UK: Perspective - Where there's tuck there's brass.

UK: Perspective - Where there's tuck there's brass. - Awards dinners are seen by many as an unavoidable business chore, so why have they become such a lucrative business?

by Winston Fletcher.
Last Updated: 31 Aug 2010

Awards dinners are seen by many as an unavoidable business chore, so why have they become such a lucrative business?

Awards dinners. Love 'em or hate 'em, unless you are a hermit you cannot easily avoid 'em. They have burgeoned like creepers in the business jungle. Hundreds of thousands of people attend awards dinners each year in this country, coughing up around £20 million a year for the privilege.

It's a small but perfectly formed industry.

Yet almost nobody attends an awards dinner either to be entertained or for the grub. Most view it as an unavoidable business chore. The rest are either hopeful contenders - oh! the glamour of that triumphal stroll in the spotlight - or the guests of hopeful contenders. To maximise attendances, and revenue, skilful organisers quickly grow adept at hinting to all and sundry that they are in with a very good chance. (This process, as yet without a name, should be dubbed gong-teasing.)

Vital statistics

All the major banquets take place in London, but awards dinners can and do occur in every chandelier-spangled hotel in the country.

In London, the economics run something like this. The dinner will be attended by 800-1,000 paying guests. (The Great Room at the Grosvenor House can squeeze in up to 1,500, while Olympia can manage 2,500.) Entrants are charged hefty fees for the privilege of entering the competition, and tickets for the dinner will cost around £100 or more. Additionally, the principal sponsor will raise maybe another £30,000 from sub-sponsors, programme advertisers, gift givers and other anything-but-charitable donors. Potential revenue will be in the region of £200,000 plus.

On the downside, the sponsor - often but not always a leading trade magazine - pays for the nosh, and hands the company organising the bun-fight about £25,000. (There are now several thriving companies that specialise in organising awards bun-fights.) Additionally, the sponsor pays an absurd amount, maybe £10,000 or so, for the hand-crafted, individually inscribed and appallingly vulgar prize doorstops. Except for the compere, that's almost it. The juries are never paid, receiving a buffet lunch during the judging, a free invite to the do (usually) and a few bottles of plonk (maybe). The compere - aye, there's the rub - will pocket anything from £5,000 to a top whack of £25,000.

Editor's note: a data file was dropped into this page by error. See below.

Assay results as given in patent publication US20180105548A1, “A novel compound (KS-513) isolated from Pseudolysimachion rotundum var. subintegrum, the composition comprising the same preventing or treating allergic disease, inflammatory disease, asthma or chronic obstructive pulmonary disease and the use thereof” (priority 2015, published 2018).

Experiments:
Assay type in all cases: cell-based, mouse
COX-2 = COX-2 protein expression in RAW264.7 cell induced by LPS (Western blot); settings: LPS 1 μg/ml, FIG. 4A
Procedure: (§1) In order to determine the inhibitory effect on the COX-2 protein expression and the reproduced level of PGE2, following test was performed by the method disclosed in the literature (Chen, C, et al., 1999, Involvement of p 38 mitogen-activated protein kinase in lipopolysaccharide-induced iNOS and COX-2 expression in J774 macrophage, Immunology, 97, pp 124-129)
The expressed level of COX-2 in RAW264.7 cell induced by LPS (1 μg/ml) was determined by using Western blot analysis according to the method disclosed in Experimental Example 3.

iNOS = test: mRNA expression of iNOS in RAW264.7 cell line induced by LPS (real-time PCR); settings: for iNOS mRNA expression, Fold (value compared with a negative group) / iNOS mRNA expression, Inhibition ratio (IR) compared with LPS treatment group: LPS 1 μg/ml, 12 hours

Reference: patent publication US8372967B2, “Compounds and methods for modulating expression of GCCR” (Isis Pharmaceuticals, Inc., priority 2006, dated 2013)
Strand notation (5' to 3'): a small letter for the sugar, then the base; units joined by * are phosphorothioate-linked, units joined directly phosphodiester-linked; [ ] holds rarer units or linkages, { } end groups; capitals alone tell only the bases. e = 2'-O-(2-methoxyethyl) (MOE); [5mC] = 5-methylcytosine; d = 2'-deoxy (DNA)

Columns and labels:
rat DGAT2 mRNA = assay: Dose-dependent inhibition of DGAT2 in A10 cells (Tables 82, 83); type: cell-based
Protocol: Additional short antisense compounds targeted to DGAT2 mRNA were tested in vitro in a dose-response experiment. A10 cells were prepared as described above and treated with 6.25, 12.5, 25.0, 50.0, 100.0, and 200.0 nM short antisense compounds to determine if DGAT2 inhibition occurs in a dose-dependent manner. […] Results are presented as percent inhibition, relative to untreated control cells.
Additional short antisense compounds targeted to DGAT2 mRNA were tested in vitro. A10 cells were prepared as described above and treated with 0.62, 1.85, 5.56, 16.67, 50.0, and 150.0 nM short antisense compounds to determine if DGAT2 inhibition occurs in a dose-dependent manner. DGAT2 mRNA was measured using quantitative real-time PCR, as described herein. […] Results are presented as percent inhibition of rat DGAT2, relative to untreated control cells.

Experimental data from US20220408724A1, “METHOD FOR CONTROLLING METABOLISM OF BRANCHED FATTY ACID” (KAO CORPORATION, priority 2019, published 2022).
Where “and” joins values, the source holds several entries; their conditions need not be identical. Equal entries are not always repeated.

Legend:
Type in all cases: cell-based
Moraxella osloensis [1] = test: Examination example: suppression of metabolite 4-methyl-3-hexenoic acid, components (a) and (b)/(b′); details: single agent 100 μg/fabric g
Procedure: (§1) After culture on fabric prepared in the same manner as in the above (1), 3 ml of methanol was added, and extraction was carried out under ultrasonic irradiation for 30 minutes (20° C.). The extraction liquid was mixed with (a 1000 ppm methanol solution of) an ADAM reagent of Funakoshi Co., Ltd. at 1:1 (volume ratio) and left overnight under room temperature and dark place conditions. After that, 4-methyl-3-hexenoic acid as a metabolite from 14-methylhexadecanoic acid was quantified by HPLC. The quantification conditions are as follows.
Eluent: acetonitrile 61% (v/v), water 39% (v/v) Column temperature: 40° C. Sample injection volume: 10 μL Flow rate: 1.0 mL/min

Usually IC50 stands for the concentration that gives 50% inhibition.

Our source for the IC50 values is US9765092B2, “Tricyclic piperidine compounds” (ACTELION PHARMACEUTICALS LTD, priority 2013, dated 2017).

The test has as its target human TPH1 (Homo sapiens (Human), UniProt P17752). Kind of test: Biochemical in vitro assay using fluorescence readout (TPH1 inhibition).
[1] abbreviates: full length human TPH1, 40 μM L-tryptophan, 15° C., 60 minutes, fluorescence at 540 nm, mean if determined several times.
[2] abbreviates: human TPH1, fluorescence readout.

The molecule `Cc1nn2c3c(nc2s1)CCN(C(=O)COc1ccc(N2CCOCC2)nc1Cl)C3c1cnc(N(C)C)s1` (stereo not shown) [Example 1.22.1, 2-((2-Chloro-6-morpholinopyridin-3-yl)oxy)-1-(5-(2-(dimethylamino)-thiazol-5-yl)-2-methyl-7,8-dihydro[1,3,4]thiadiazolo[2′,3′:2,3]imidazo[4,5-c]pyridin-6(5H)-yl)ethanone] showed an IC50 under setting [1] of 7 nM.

Up to £50,000 profit will be netted - not without more than a little effort, it must be added, and some tantrums and wobblies on the night.

Tried and tested

For the comperes, awards dinners are a money-spinner. Top performers can easily pull in over £300,000 a year. Not bad for 15 or 20 evenings' work, with minimal rehearsal. But compering is no doddle. Desperate to avoid using - yawn - Clive Anderson, Griff Rhys-Jones, Angus Deayton or even Bob Monkhouse again, organisers search endlessly for new and cheaper talent. But time and again they get driven back to the handful of tried-and-testeds. Deayton's award-junket patter now includes loads of quips about how many awards junkets he does. The cabaret material of most comperes never varies much - they mix and match it to fit whichever awards they're hosting. And the comperes are always male: the reason is inherent in the unyielding structure of the event.

Come the evening, it progressively becomes clear to an increasing majority of those present that they won't be making the triumphal stroll. They then lose interest in the entire proceedings. Worse still, they are deflated, and pretty profoundly pissed-off by the evidently bovine stupidity of the judges. It is at this point that things can get bumpy. Dolled-up though they are in black ties and finery, some losers - insufficiently consoled by several years' intake of booze units - express their grief by taking a punch at (a) the winner (of their category, naturally), or (b) several of the bovine judges, or (c) anyone nearby to whose cuff-links they have taken a fierce dislike during the course of the evening.

Ask any conference organiser. They'll tell you their principal role is crowd control, or what they call 'managing the risks'.

Why have awards and awards shindigs become so apparently indispensable to modern business life? A visiting Martian would be veritably bewildered by our insatiable urge to ring each other's necks with garlands. Lately I keep finding myself driving behind vehicles proudly displaying the accolade 'Coach Operator of the Year' in their rear window. Who on earth, I always wonder, gave them the accolade, and why?

Quite simply, awards help us convince ourselves that the value of our work to society is much greater than can be measured by the meagre little envelope we receive each month. That's the reason for the dressing-up, the spotlights, the fanfares, the glamorous venues, the famous comperes and the rest. They imbue the awards with almost religious significance.

In an increasingly mercenary world, the glittering prizes are an increasingly alluring antidote.

Objective accolade

Unlike your bosses at work, the judges are not influenced by company politics, or by your servility, or by the way you dress. They are presumed to be objective, and wise, and to recognise true worth. (Though in practice, results are almost always gently rigged - to stop the same people winning too frequently, to even out geographic spread, or whatever other reason.)

Best of all, while pretending to embrace only higher values, awards deliver the shekels too. To the winners they deliver extra sales, higher salaries, increased profits: merit and money indissolubly entwined. At the end of the 20th century, a perfect marriage.

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